TELECOM Digest OnLine - Sorted: Re: JFK Assassination

Re: JFK Assassination

Scott Dorsey (
1 Dec 2005 13:49:21 -0500

<> wrote:

> a reliable and inexpensive product was a difficult long task.

> According to the IBM history, at first transistors were made by hand
> -- someone jiggled the cat whiskers and watched a scope until the
> proper effect was created. Obviously very expensive and error prone
> way to go.

These were point-contact transistors.

> Even after automation yields of working transistors were
> low. IBM research not only was developing new computers to use
> transistors, but also new technology to manufacture transistors and
> circuit cards. IBM failed to patent or license the manufacturing
> technology not realizing how valuable it was and let its
> subcontractors take it and re-use it. (Kind of like PC-DOS).

For the most part, the Mesa process that made mass production of
consistent transistors possible was the result of research done at

It is true that there was a lot of work being done by the IBM T.J.
Watson Research center on transistor fabrication. And it is true that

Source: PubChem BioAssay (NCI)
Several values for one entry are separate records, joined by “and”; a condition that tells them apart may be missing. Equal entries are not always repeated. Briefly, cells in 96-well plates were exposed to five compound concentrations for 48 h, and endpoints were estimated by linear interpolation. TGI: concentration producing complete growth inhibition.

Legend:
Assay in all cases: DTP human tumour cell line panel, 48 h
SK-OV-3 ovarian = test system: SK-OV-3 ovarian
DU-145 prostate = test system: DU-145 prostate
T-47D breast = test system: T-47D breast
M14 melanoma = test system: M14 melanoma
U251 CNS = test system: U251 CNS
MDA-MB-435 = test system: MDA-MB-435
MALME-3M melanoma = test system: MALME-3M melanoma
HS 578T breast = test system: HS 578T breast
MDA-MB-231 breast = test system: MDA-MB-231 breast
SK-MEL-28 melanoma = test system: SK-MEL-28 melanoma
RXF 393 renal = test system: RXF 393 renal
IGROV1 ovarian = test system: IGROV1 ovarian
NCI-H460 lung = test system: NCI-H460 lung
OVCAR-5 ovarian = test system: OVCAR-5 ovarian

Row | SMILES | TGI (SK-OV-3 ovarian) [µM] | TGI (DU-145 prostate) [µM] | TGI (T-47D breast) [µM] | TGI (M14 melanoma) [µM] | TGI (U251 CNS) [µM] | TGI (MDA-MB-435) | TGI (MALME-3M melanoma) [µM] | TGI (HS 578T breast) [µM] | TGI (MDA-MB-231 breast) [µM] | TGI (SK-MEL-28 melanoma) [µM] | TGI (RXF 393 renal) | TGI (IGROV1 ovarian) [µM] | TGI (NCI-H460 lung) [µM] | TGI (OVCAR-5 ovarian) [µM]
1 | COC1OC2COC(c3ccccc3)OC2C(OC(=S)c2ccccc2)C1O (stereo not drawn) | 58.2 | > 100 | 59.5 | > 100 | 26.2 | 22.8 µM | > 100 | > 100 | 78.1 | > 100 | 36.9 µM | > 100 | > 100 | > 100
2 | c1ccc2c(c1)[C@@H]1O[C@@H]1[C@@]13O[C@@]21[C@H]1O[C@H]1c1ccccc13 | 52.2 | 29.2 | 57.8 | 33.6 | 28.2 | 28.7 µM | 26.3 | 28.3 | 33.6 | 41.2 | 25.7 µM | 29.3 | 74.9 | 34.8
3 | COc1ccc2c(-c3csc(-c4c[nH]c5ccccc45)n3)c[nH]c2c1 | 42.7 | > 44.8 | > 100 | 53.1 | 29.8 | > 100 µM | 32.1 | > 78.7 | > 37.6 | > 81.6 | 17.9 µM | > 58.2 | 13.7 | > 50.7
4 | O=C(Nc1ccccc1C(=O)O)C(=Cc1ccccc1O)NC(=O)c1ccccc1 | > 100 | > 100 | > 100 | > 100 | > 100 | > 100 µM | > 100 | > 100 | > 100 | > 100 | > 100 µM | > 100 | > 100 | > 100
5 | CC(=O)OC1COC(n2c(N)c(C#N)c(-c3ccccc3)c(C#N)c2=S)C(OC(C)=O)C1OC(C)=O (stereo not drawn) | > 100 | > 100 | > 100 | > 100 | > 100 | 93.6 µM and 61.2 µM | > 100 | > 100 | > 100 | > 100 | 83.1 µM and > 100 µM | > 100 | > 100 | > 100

all of that research got used by IBMs competitors long before IBM.
This is, however, pretty much the story of everything that was
developed at Watson, from sealed hard disks to RISC. IBM was never
good at developing products out of their own research.

But the IBM semiconductor research at the time was not really all that
important in the grand scheme of things.

> The end result was that until the late 1950s, transistors cost more
> than tubes.

For a lot of applications, this remained the case until the early
seventies. For power RF applications, it remained the case until
about five years ago.

> The president of IBM went around with the new transistor portable
> radios and had to give an order that all new computers would be built
> with transistors instead of tubes. One of IBM's early efforts was a
> transistorized punched card calculator (IBM 608/609) which was more of
> a prototype and test bed rather than a commercial product.

Yes, but don't forget that the Univac Solid-State computer came out
before IBM built anything practical. Univac was using Philco
transistors of somewhat doubtful characteristics as I recall.


"C'est un Nagra. C'est suisse, et tres, tres precis."

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